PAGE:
Bipartisan Child Care
On Nov. 19 President Obama signed the Child Care and Development Block Grant Act, a new law meant to improve the current $5.2 billion federal child care program, which was last updated in 1996. Over 1.5 million children under the age of 13 received help through this program last year. According to the U.S. House Education and the Workforce Committee, however, “weaknesses in the program have raised the need for reform,” and because of patchwork licensing and oversight “children are not always as protected as they should be.”
The law addresses these shortcomings, first by providing additional resources to better educate parents on what child care options are available. Changes will also be made to caregiving facilities and staff. Facilities will face yearly inspections, while staff will receive additional training in age-appropriate techniques for fostering the brain development of each child. Funds will be allocated to enhance the ability of states to train providers and develop safer and more effective child care services.
These measures are important first steps in revamping the U.S. child care system, though more action is needed to expand access to affordable, quality services for working families. The act also represents a rare legislative victory in a historically unproductive session of Congress. The bill was met with almost unanimous support in both the Senate and the House. In a time when government gridlock seems to be the norm, bipartisanship in service of the nation’s children is welcome.
One of Us
Our faith calls us to see Christ in others—not always an easy task. But seeing ourselves as made in Christ’s image can also be a challenge. Some young Catholics may find help in a newly released Bible. The African-American Youth Bible depicts Jesus as an African-American man and offers commentary and artwork that are meant to put Scripture into relevant context for young black Catholics. The project, developed over four years, was spearheaded by Bishop John H. Ricard of the Diocese of Pensacola-Tallahassee, Fla., president of the National Black Catholic Congress, and St. Mary’s Press, which published the Bible. “In the Bible, it speaks of slavery and it seeks to explain more fully what it means to the history of African-Americans in the United States,” Bishop Ricard told Catholic News Service.
Today many young people struggle to understand the relevance of Scripture, and this Bible may help them to make meaningful connections between faith and real life. “The Eucharist calls us to see everyone as our brothers and sisters,” Pope Francis reminded us during a general audience, “and to see in them the face of Christ.” As the United States continues to grapple with its legacy of racial injustice and persistent inequality in our society, this new Bible may prove a valuable learning tool and jumping-off point for discussion of race and faith among all Catholics, regardless of background, ethnicity or age. During the Advent season, the project serves as an important reminder that, even as we wait for the birth of Christ, he is already present in each of us every day.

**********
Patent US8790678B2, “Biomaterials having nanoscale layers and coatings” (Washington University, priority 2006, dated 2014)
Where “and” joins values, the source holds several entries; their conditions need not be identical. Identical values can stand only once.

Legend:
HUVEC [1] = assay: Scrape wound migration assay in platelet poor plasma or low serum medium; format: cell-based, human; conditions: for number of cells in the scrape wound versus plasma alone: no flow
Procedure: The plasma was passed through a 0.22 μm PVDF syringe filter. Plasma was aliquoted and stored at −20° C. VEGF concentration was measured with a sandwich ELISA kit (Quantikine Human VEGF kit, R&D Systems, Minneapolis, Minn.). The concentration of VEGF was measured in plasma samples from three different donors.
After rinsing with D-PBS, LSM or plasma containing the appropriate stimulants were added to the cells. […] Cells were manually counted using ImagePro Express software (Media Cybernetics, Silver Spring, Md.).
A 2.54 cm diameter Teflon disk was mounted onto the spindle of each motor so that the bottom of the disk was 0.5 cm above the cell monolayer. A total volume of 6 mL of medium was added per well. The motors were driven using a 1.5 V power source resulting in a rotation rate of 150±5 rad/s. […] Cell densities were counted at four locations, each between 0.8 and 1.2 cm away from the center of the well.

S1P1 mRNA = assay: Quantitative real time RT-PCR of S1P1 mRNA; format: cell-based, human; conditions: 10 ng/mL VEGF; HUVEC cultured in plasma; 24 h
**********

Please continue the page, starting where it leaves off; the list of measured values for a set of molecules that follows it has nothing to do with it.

After weeks of unrest and a rising sense of widespread insecurity and pessimism, Prime Minister Benjamin Netanyahu of Israel broke up his government on Dec. 2 and called for early elections. His decision may prove yet another stroke of cunning by a political survivor—or a poor gamble that leads to the electoral overthrow of Netanyahu’s administration. The Likud-led coalition currently in power may be remembered as the government that put an end to the two-state solution. In doing so, however, its members have been unable to offer an alternative vision of the future of the State of Israel except as custodian of its grim status quo or, worse, a separate and unequal society.
In November tension over a possible change of the status quo at the Temple Mount in Jerusalem led to deplorable acts of terror by Palestinians. In response the Netanyahu government returned to practices of collective punishment that have been condemned by the world and abandoned by previous Israeli governments as counterproductive. Instead of seeking a way to de-escalate the crisis, the prime minister ratcheted it up by introducing new legislation meant to cement the Jewish identity of Israel and further isolate Israel’s increasingly restive Arab population. Those proposals were denounced by centrist members of his coalition, prompting the prime minister’s call for elections in March.
It is hard to imagine that political conditions in the region could turn any gloomier than they are at the moment, but the possibility exists that after the elections Prime Minister Netanyahu could be returned to office in a government that will have no coalition members to restrain its worst impulses. That will mean more settlements and more power for Zionist radicals in all aspects of Israeli life.
At the very least, the results of the election should make clear whether any “partners for peace” remain in Israel, so that the United States can power ahead with negotiations toward a two-state solution or put an end to a peace process that has become a political mockery.